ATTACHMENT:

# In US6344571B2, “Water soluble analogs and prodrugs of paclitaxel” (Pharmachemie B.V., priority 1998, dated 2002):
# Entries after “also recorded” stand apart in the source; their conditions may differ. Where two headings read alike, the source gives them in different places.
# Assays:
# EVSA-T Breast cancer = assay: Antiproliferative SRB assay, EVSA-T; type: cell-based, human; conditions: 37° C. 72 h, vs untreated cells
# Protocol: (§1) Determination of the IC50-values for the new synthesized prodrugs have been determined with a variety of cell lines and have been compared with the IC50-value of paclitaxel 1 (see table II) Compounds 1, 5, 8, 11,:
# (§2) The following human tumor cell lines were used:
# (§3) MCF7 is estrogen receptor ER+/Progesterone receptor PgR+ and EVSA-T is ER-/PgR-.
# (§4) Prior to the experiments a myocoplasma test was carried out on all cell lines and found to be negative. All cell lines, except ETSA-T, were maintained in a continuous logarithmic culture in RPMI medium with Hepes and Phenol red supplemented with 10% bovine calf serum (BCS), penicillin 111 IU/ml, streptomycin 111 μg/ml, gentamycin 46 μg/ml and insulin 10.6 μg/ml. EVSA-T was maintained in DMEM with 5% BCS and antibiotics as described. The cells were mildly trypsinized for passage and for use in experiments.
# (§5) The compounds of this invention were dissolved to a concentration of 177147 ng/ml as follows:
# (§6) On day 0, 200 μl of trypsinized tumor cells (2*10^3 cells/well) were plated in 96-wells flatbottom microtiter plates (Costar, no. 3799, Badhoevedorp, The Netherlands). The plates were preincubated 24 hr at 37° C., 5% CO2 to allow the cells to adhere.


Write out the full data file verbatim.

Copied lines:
# In US6344571B2, “Water soluble analogs and prodrugs of paclitaxel” (Pharmachemie B.V., priority 1998, dated 2002):
# Entries after “also recorded” stand apart in the source; their conditions may differ. Where two headings read alike, the source gives them in different places.
# Assays:
# EVSA-T Breast cancer = assay: Antiproliferative SRB assay, EVSA-T; type: cell-based, human; conditions: 37° C. 72 h, vs untreated cells
# Protocol: (§1) Determination of the IC50-values for the new synthesized prodrugs have been determined with a variety of cell lines and have been compared with the IC50-value of paclitaxel 1 (see table II) Compounds 1, 5, 8, 11,:
# (§2) The following human tumor cell lines were used:
# (§3) MCF7 is estrogen receptor ER+/Progesterone receptor PgR+ and EVSA-T is ER-/PgR-.
# (§4) Prior to the experiments a myocoplasma test was carried out on all cell lines and found to be negative. All cell lines, except ETSA-T, were maintained in a continuous logarithmic culture in RPMI medium with Hepes and Phenol red supplemented with 10% bovine calf serum (BCS), penicillin 111 IU/ml, streptomycin 111 μg/ml, gentamycin 46 μg/ml and insulin 10.6 μg/ml. EVSA-T was maintained in DMEM with 5% BCS and antibiotics as described. The cells were mildly trypsinized for passage and for use in experiments.
# (§5) The compounds of this invention were dissolved to a concentration of 177147 ng/ml as follows:
# (§6) On day 0, 200 μl of trypsinized tumor cells (2*10^3 cells/well) were plated in 96-wells flatbottom microtiter plates (Costar, no. 3799, Badhoevedorp, The Netherlands). The plates were preincubated 24 hr at 37° C., 5% CO2 to allow the cells to adhere.